4th Edition

Jurisprudence Themes and Concepts

    412 Pages
    by Routledge

    412 Pages
    by Routledge

    Jurisprudence: Themes and Concepts offers an original introduction to, and critical analysis of, the central themes studied in jurisprudence courses.

    The book is organised in three parts: Part I sets out the key elements of modern law and their relation to political, economic, and social conditions. Part II presents competing accounts of the nature of legal validity, legality, legal reasoning, and justice. Both parts feature corresponding tutorial questions. Part III contains advanced topics including chapters on legal pluralism, law and disciplinary power, and law and the Anthropocene. Every chapter gives guidance on further reading. This fourth edition has been fully revised and updated to take into account the latest developments in jurisprudential scholarship. Additional material is included in the coverage of social law, colonialism, critical race theory, the challenges of digital technology, and the emergence of new legal subjects.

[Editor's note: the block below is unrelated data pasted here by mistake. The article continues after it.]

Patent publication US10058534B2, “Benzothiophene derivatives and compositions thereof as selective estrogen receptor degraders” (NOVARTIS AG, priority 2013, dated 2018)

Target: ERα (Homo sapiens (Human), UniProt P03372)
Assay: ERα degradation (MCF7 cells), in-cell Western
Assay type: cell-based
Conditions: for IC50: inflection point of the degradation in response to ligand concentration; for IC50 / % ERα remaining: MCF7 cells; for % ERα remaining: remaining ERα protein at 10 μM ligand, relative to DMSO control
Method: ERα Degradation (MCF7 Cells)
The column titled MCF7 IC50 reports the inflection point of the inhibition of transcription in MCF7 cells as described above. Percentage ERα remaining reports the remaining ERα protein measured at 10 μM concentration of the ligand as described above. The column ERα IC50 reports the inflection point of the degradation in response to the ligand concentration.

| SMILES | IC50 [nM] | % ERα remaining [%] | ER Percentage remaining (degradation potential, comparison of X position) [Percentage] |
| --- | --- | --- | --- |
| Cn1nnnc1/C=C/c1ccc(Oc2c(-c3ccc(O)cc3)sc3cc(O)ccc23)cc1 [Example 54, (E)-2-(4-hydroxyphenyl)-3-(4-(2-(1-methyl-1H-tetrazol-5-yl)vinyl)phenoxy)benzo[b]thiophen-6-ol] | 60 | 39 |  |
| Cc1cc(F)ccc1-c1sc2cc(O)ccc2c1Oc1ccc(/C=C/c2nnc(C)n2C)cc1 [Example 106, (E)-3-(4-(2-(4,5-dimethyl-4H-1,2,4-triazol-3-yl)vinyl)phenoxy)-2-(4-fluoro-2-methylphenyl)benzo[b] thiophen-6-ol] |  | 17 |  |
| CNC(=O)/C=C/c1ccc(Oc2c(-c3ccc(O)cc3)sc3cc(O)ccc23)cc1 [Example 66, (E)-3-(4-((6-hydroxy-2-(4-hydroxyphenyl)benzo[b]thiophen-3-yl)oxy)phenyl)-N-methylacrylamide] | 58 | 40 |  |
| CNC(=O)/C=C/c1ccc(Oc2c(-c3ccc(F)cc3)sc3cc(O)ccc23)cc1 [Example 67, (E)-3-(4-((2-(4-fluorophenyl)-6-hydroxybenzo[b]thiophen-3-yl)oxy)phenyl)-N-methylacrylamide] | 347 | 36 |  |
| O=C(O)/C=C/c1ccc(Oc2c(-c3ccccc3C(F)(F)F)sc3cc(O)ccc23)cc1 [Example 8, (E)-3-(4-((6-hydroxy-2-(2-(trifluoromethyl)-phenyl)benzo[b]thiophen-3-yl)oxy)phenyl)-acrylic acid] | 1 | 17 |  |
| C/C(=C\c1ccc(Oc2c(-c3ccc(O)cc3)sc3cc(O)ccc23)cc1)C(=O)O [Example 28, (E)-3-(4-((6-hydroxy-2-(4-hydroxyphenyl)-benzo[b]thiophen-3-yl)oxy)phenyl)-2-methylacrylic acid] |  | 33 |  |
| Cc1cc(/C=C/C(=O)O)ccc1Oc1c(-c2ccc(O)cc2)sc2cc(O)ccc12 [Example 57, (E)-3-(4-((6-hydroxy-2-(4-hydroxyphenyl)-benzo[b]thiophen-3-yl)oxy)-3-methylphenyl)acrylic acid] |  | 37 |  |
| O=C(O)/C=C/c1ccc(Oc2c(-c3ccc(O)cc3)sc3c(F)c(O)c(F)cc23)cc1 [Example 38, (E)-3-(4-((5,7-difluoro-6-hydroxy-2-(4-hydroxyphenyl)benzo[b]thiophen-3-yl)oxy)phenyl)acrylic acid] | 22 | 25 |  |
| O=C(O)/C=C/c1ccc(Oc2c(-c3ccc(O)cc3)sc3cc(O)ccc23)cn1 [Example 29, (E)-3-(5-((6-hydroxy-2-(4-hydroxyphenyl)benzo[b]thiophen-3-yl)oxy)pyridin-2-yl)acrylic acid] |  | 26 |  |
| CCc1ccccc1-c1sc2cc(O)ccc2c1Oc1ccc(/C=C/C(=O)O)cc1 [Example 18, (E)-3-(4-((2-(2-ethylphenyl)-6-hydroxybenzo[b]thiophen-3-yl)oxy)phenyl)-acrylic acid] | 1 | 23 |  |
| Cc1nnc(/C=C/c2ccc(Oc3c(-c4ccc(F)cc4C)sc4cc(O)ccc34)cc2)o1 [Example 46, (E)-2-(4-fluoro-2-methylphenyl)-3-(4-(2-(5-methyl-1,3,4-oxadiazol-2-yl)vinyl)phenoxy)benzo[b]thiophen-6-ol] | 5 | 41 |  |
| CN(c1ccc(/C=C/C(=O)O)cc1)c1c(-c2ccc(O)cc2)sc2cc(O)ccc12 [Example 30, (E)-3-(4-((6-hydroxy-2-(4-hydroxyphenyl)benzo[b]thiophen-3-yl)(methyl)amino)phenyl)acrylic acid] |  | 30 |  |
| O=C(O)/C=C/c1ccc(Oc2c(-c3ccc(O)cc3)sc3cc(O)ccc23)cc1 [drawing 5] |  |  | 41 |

Accessible, interdisciplinary and socially informed, Jurisprudence: Themes and Concepts is essential reading for all students of jurisprudence and legal philosophy.

    Introduction Part 1: Law and Modernity 1.The Differentiation of Society and the Autonomy of Law 2. Social Contract Theory 3. Law and the Rise of the Market System 4. Law and the Political 5. Law and the Social Tutorials for Part 1 Part 2: Legality, Legal Reasoning, and Justice 6. Legality and Validity 7. Legal Reasoning I: Formalism and Rule-Scepticism 8. Legal Reasoning II: the turn to interpretation 9. The Politics of Legal Reasoning 10. Justice Tutorials for Part 2 Part 3: Advanced Topics 11. Trials, facts and narratives 12. Functional differentiation and the autopoiesis of law 13. Legal Institutionalism 14. Legal Pluralism 15. Displacing the juridical: Foucault on power and discipline 16. Law and the anthropocene


    Scott Veitch is Paul KC Chung Professor in Jurisprudence at the University of Hong Kong.

    Emilios Christodoulidis is Chair of Jurisprudence at the University of Glasgow.

    Marco Goldoni is Senior Lecturer in Legal Theory at the University of Glasgow.